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In Clyde's case he should have been given some credit, and money, as a co-composer on "Funky Drummer" and quite a few others. I saw him perform this with James Brown many years ago and that groove was pretty much the essence of the song.  This whole sampling thing is garbage. Hip-Hop is talent-challenged bunch of noise any way. They had another lawsuit where a ©rapper used the bass line for "Under Pressure". He stated that "his" version was different. His producer had changed one note using the original recording and some processing and they claimed that it was different enough to not be infringing on the original copyright. Unfortunately the ©rapper won the case. The copyright laws need to be updated and strictly enforced. I mean, in modern "music" the singers don't sing live and all the "music" is being produced by stealing real music and digitizing it. 


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#29
jaymandude

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Boo Hoo...

 

He played a cool drum beat that thousands of other drummers can duplicate perfectly.  He got paid for what he did.  Both sides held up their sides of the bargain.  Now he wants money.  

 

Cry me a river.  

tough crowd around here. 


Edited by jaymandude, 04 January 2017 - 07:59 PM.

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#30
& You Dont Stop

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...  This whole sampling thing is garbage. Hip-Hop is talent-challenged bunch of noise any way...

While this has nothing to with Clyde being compensated for a few seconds of magical drumming....let me just say that NOTHING has made a bigger impact on pop culture in the past thirty years than hip-hop. Some of the most talented artist on earth work within (or at least in the margins of) the medium.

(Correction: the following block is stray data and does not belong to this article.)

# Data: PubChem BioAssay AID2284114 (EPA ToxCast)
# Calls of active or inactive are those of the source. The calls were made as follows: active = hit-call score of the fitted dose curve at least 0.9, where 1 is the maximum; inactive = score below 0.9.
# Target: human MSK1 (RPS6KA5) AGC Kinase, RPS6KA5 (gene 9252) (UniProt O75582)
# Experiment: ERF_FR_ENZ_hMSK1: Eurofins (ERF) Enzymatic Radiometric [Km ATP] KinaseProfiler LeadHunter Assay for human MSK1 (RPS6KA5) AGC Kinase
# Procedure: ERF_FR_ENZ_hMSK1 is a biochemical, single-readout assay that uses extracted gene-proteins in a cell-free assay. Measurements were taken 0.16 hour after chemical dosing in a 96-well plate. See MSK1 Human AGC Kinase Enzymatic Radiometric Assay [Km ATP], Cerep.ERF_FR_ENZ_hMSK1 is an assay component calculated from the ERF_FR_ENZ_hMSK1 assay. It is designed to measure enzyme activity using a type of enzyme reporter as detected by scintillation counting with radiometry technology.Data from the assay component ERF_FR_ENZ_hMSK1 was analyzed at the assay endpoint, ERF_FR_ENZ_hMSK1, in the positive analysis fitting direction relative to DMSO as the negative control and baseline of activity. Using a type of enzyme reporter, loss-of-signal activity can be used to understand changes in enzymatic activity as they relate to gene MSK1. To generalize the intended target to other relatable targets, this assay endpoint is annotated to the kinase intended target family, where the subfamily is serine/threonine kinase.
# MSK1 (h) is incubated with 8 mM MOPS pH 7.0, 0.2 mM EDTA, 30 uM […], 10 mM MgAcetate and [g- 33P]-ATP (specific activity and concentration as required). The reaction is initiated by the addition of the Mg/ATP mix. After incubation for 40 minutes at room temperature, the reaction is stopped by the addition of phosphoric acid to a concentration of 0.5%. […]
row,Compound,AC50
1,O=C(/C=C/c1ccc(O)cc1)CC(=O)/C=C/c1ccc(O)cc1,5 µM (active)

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#31
Olderschool

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...  This whole sampling thing is garbage. Hip-Hop is talent-challenged bunch of noise any way...

let me just say that NOTHING has made a bigger impact on pop culture in the past thirty years than hip-hop.

So true.......and so sad.
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#32
A J

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Boo Hoo...

 

He played a cool drum beat that thousands of other drummers can duplicate perfectly.  He got paid for what he did.  Both sides held up their sides of the bargain.  Now he wants money.  

 

Cry me a river.  

 

If it was just someone playing the same beat, even replicating it to sound the same, I see your point. But if a recording/sample of your playing was used, and to the great extent as discussed, wouldn't you want to be compensated? 

 

Do you feel the same if someone profits from plagiarism or copies of artwork?   

 

I'm not trying to start trouble, I just want to see your view better. :)

 

 

It was a lawful business transaction between two parties who were in complete agreement.  Both sides held up their sides of the bargain.  

 

Scott Fish calling this "heartbreaking" is just a bit over the top.  I can think of many things that are truly "heartbreaking".  A drummer not collecting studio royalties for decades is not one of them.  


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#33
Alan_

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He was a hired gun. He wouldn't be the party collecting royalties in the first place. They would go to James Brown's estate. 

 

I don't think that James Brown's bandmembers were collecting residuals like you would for, say, jingle work. From what I've read of JB's business practices, I doubt he was giving them points (jargon for future payments for playing on a recording), either. 

 

It's kind of a moot point. 

 

I'd love for Clyde to get a billion dollars for his contribution to popular music, but it ain't gonna happen.